“Nah, a just some badman forward, badman pull up tune dem.”
While some vintage ‘80’s ‘badman’ tunes were playing in a crowded dance one night in Jamiaca, partygoers were shocked to see Ding Dong, one of the newest and hottest dancers, leaning against a wall, nodding to the rhythm. When asked why he wasn’t tearing up the dance center-stage, his response set off new dance frenzy. Peaking at number five on New York’s Top 30 Reggae Singles, and number eight on South Florida’s Top 20 Reggae Singles, Ding Dong’s bouncy “Badman Pull Up” anthem is at the top of the latest round of Jamaican tunes and dances hitting the international scene. From the “Butterfly” to the “Rockaway” (Leanback) to the “Willy Bounce” to the “Badman Pull Up”, Jamaican dance styles have had a strong presence in mainstream pop culture. The man behind camera in some of the island’s leading urban music videos, including the original footage for the mainstream smash “Footprints” by T.O.K., shines the video light on the culture that gives rise to Jamaica’s phenomenal urban dance scene. “It’s All About Dancing“ is Jason “Jay Will” William’s debut ‘dance-u-mentary’ film, documenting the inner-city cultural movement known as Dancehall.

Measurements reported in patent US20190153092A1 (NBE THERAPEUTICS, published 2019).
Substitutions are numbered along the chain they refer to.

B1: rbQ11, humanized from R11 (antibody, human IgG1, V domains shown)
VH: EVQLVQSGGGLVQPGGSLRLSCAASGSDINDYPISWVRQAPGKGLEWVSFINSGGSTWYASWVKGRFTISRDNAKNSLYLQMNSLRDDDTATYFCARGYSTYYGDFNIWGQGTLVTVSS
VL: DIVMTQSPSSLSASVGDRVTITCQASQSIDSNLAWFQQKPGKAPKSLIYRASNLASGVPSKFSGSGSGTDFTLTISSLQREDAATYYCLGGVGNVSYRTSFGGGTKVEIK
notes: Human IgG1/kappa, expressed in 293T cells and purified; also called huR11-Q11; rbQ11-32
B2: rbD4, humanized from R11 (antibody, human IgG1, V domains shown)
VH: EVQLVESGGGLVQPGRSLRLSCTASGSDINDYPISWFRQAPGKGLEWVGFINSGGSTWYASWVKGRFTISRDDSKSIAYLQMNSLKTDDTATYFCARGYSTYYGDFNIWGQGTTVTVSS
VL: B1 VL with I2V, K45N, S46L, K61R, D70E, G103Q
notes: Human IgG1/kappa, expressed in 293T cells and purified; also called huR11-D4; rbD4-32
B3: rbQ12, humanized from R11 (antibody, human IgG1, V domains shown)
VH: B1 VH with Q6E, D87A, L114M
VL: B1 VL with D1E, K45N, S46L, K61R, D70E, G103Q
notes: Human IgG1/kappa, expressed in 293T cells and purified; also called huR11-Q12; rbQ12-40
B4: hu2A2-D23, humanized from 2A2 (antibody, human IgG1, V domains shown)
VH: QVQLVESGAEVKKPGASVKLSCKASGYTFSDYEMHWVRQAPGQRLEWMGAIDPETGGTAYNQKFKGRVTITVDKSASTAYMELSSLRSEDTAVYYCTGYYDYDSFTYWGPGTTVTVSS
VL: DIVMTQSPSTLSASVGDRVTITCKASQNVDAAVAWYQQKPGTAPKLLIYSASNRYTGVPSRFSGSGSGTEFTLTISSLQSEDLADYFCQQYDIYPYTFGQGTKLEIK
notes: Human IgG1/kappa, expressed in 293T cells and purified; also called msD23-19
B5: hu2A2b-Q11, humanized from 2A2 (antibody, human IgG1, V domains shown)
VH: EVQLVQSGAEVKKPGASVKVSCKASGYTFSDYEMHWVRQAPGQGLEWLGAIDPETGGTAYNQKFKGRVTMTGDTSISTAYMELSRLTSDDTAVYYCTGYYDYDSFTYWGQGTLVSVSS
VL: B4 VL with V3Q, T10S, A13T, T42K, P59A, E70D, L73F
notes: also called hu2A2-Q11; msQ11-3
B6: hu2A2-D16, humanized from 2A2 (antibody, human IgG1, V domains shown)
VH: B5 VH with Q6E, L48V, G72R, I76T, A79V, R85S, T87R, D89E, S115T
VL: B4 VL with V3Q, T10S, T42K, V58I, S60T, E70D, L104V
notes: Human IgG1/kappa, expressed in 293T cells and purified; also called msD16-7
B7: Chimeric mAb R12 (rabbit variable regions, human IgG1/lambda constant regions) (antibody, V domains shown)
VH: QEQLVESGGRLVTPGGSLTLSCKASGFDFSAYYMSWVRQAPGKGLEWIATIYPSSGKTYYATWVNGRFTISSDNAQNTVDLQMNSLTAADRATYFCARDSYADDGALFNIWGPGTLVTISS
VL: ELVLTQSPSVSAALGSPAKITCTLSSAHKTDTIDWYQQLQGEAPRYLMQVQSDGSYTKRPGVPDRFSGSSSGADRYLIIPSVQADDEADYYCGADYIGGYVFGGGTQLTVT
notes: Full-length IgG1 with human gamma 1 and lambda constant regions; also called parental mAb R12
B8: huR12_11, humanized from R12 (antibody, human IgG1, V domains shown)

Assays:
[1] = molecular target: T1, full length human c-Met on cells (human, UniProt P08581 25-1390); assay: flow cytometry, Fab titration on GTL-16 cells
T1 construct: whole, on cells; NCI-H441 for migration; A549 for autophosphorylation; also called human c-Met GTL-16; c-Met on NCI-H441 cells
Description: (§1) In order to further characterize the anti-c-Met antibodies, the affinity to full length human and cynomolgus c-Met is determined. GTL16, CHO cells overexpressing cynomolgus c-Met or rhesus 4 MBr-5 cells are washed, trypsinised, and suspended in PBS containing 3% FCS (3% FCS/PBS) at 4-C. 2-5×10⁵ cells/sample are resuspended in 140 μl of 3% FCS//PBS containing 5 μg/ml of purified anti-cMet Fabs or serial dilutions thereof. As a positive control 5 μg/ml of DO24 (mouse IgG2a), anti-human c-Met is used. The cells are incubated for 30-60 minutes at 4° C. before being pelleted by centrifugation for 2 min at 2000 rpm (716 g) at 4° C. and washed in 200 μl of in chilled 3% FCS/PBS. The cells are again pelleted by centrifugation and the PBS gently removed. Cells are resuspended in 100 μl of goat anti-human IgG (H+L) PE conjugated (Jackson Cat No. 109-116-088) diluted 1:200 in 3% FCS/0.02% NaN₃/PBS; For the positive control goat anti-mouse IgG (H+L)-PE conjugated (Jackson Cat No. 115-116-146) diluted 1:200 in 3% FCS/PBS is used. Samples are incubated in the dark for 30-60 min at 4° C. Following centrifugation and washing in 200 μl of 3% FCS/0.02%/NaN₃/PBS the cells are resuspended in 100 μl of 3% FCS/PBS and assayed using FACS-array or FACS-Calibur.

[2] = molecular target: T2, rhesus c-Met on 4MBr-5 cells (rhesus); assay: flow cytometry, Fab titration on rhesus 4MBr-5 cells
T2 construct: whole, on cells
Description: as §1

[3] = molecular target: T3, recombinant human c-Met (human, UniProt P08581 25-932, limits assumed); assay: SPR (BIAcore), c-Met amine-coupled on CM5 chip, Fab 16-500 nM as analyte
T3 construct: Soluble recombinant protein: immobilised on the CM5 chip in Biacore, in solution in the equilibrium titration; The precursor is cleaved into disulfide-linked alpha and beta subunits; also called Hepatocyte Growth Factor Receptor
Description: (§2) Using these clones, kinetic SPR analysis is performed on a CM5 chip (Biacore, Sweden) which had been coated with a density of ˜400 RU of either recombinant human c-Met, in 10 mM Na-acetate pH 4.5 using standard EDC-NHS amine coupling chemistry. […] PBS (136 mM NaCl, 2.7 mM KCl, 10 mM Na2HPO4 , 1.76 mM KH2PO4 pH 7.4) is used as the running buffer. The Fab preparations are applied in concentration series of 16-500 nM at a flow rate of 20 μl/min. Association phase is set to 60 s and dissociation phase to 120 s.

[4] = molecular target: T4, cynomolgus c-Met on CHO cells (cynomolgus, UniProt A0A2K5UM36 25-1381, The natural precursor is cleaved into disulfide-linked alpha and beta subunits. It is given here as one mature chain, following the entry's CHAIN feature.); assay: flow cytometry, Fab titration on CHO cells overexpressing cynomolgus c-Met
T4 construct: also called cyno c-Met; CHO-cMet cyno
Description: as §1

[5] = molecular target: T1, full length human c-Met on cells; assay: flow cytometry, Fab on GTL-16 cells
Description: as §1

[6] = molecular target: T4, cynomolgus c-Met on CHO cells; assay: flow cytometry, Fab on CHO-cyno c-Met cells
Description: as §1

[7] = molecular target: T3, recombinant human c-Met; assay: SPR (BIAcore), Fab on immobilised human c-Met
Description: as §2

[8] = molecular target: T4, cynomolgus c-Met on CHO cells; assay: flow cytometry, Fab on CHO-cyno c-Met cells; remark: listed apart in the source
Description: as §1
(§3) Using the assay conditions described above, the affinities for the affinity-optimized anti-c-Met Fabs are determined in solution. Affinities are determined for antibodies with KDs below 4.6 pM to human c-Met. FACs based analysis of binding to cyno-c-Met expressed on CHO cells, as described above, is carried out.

Much like Hip Hop in America, Dancehall is the voice of Jamaica’s sufferers, those trapped in the system of poverty, violence, corruption, and hopelessness. Far more in-depth than the usual how-to-dance instructional video, Jay Will takes you straight to these streets, from the late great dance icon Gerald “Bogle” Levy’s house on Black Roses Corner to the weekly Passa Passa street dance in Tivoli Gardens, giving viewers a real slice of the life behind the dance – the fashion, slang, music, characters, and livelihood. “It’s All About Dancing is a dance-u-mentary that shows the average viewer how Dancehall is structured,” explains Jay Will. “Who the key players are, from the producers to the dancers to the artists to the man selling peanuts in the dance, a look at everyone and everything who plays a part.”
Peppered with interviews and dance sessions, the video features the likes of dancers Ding Dong, Kivo Akiba, Ice, Sadiki, and John Hype; Dancehall DJs Beenie Man, Elephant Man, Macka Diamond, and Mr. Vegas; producer Scatta Burrell; sound selectors Tony Matterhorn, Richie Feelings, Foota Hype, and Takuso, who take the viewer from Jamaica to Japan and all places in between, showing how Dancehall has moved from the depths of the island’s impoverished across geographic, language, and cultural barriers to become one of Jamaica’s biggest exports. “Worldwide, people love our dancing,” Dancehall dj/singer Sacha points out in the film. “Its because we create our own things, we don’t follow style, we create style.”